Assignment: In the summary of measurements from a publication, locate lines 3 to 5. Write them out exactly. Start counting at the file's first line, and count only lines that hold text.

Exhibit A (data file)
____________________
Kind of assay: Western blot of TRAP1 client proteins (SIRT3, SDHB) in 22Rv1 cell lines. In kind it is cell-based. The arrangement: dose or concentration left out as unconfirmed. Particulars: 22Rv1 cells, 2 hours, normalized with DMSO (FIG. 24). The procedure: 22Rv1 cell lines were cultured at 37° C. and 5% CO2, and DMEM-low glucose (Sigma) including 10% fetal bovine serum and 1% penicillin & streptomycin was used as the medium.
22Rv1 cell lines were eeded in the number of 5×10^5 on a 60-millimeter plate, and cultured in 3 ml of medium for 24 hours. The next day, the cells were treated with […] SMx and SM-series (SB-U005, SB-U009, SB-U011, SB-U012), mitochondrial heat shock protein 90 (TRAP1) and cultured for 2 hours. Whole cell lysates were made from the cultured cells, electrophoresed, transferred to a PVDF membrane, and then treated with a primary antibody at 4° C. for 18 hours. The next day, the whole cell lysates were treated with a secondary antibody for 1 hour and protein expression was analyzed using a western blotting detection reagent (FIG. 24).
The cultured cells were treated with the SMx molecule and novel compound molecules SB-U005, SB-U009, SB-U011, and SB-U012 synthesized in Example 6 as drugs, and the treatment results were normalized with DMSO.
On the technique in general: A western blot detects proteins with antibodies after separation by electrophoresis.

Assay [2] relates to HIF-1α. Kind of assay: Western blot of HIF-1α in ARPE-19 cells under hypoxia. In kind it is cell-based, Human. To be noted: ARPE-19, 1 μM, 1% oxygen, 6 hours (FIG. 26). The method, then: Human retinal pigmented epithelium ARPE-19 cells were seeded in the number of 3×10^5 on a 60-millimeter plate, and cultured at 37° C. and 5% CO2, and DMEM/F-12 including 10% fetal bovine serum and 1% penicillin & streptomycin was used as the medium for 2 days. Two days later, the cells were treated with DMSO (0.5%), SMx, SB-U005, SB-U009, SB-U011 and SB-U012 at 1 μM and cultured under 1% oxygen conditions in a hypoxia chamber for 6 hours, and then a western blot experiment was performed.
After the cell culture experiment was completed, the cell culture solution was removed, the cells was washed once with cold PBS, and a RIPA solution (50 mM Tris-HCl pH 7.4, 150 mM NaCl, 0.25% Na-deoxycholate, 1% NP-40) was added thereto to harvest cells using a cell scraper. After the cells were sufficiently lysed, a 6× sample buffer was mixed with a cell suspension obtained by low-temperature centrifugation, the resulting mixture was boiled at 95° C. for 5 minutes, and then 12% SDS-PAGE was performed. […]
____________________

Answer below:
The cultured cells were treated with the SMx molecule and novel compound molecules SB-U005, SB-U009, SB-U011, and SB-U012 synthesized in Example 6 as drugs, and the treatment results were normalized with DMSO.
On the technique in general: A western blot detects proteins with antibodies after separation by electrophoresis.

Assay [2] relates to HIF-1α. Kind of assay: Western blot of HIF-1α in ARPE-19 cells under hypoxia. In kind it is cell-based, Human. To be noted: ARPE-19, 1 μM, 1% oxygen, 6 hours (FIG. 26). The method, then: Human retinal pigmented epithelium ARPE-19 cells were seeded in the number of 3×10^5 on a 60-millimeter plate, and cultured at 37° C. and 5% CO2, and DMEM/F-12 including 10% fetal bovine serum and 1% penicillin & streptomycin was used as the medium for 2 days. Two days later, the cells were treated with DMSO (0.5%), SMx, SB-U005, SB-U009, SB-U011 and SB-U012 at 1 μM and cultured under 1% oxygen conditions in a hypoxia chamber for 6 hours, and then a western blot experiment was performed.